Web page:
Dredging the River: Why We Enter the Field

This spring break, I remembered why I love going to the field.

I am currently taking Latino Global Cities, a Spanish class about how Puerto Ricans — both on the island and in diaspora communities — form and maintain identity in an increasingly globalized world. Over Spring Break we travelled to Puerto Rico to begin to understand the Caribbean island beyond the palm trees and hotels. We visited communities and attended discussions about the lived complexities of an American colony in a “post-colonial” age. These issues can only be fully understood with first-hand experience that can both complicate and concretize concepts that seem so distant in books.

Practicing what my professor calls “anti-tourism” — a more critical kind of travel — we visited Fanguito, a conglomerate of eight poor urban communities in San Turce, outside of San Juan. There, Melba, a local activist, guided us around the community with her 6-week old baby in tow, who represents the 5th generation in her family to live in the community.

Photo taken on a boat ride on a nearby, navegable waterway that feeds into Fanguito’s river.

Melba told us about her community’s most severe problem: water. Located on the Caño Martín Peña, far from the island’s tourist-filled beaches, Fanguito sits on one of Puerto Rico’s most important, and most polluted, waterways. Melba took us to the river to see the bags and water bottles strewn everywhere. It reeked of sewage, and she explained how toilets and sinks run directly into the water. This is a health hazard for everyone — plants, animals, and humans. Furthermore, the pollution has caused parts of the river to dry up, so that it is no longer navigable by boat.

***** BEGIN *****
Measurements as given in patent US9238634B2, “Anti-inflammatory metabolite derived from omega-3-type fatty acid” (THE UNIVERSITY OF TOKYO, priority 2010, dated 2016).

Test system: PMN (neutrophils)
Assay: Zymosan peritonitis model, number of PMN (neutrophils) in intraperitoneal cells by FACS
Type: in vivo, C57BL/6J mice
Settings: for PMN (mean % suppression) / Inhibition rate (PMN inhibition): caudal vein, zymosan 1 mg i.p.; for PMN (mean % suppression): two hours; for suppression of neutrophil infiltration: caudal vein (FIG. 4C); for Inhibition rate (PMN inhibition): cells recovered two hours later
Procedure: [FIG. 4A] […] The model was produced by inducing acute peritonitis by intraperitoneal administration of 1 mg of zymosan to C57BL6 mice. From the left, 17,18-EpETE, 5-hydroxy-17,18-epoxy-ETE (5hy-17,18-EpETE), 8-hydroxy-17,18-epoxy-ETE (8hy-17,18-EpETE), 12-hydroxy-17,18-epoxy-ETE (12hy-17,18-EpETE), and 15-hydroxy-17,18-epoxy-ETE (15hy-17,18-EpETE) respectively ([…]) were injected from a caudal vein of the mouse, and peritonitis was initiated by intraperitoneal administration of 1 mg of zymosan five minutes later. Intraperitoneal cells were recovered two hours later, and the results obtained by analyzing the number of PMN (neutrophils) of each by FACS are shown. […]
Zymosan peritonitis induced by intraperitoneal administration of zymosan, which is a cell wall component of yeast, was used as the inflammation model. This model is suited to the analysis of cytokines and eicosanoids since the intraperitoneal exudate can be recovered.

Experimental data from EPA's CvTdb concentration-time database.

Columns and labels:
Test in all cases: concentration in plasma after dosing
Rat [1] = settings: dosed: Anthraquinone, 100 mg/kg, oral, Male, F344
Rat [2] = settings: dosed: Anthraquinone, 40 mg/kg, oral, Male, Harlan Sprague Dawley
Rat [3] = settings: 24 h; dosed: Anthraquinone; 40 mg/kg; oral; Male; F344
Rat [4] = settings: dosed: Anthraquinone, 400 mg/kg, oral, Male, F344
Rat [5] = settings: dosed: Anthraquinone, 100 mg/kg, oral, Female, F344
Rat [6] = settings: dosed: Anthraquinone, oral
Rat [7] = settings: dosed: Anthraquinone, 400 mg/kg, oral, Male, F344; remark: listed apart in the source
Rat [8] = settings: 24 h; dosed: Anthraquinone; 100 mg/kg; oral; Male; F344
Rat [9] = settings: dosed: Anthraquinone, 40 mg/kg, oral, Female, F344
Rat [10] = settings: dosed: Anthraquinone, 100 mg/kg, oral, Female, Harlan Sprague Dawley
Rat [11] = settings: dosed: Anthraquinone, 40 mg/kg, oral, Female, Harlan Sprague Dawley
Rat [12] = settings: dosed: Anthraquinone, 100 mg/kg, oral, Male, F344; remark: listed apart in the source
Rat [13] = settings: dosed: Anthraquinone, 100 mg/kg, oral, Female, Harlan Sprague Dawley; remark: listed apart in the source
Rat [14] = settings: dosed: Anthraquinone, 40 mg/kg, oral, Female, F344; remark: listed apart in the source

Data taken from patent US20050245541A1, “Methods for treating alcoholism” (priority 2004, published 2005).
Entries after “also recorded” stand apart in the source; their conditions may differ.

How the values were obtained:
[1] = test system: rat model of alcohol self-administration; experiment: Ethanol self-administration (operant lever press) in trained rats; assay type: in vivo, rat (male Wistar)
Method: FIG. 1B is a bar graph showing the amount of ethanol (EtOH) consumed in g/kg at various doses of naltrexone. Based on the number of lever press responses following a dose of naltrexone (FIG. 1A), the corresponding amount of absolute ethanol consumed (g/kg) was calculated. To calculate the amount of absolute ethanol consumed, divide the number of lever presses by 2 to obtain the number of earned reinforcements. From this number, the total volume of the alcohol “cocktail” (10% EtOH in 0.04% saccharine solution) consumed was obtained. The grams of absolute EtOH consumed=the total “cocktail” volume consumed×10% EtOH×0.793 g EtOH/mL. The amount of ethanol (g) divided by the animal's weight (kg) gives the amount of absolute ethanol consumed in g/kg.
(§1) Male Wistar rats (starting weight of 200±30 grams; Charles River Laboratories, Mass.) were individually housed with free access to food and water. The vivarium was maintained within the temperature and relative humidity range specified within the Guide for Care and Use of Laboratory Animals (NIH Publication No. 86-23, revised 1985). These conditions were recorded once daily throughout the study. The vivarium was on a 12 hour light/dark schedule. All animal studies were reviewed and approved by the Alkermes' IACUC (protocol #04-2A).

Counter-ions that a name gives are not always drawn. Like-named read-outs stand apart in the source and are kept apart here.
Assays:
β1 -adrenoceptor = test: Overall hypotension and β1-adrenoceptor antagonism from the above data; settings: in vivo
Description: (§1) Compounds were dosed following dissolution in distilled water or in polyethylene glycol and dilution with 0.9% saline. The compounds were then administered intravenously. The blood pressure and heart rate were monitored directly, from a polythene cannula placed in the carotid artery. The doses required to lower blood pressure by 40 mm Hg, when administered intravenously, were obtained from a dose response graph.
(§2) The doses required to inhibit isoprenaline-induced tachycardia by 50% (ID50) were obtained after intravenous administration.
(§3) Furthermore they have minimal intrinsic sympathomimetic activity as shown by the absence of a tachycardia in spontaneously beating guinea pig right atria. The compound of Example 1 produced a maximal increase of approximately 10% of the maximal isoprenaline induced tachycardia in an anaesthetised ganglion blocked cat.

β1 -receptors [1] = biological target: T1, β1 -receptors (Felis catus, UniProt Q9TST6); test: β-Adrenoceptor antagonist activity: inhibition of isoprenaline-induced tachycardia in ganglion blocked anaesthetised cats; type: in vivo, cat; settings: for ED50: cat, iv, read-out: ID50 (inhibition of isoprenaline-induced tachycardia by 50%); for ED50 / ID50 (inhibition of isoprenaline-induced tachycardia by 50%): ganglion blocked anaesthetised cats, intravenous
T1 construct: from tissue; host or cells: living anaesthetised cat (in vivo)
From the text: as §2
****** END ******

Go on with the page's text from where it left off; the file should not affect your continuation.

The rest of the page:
The solution? Dredging. Dig up the water, get out all the trash, and create a sewage system that doesn’t feed into the channel. The most obvious solution would be to let the government step in. However, Melba and other activists have seen what happens when officials take over: families get displaced, and IMG_4030once the water is dredged, the land turns into lucrative real estate. This isn’t just pessimism — it’s a proven reality. About fifteen minutes away, Melba took us to another waterway, lined with condominiums, luxury houses, and yachts. She told us that it used to be a poor community, too, but that the government displaced families in favor of real estate. For Melba and other local activists, it served as an ever-present reminder of what could happen if they don’t step in. “If we’re eating the bone,” she declared in Puerto Rican Spanish, “we’re eating the whole chicken, too.” In other words, if people were going to move out of their homes to dredge the river, they should be the ones to later enjoy the clean water.

Against formidable odds, the community has jumped into action. Locals have spent years working together to relocate — rather than displace — families living near the river. They have raised awareness of pollution and taught the community to rethink its relationship with the water. And they have gained national and international funding for the costly project — an impressive feat for a small community.

Stepping back, I am not only reminded of the importance of uniting to fight for important causes, but of why I value going into the field. We weren’t just reading about the pollution, inequality, and community organization. We smelled the noxious sewage. We saw the excessive wealth down the river. And we listened to Melba as she bounced her crying baby and talked about Fanguito’s future.

Entering the field means confronting subjects and people head-on. For me, it means getting wrapped up in a world distant from my own, immersing myself in its details, and learning from its struggles and hopes.

Dylan Blau Edelstein, Humanities Correspondent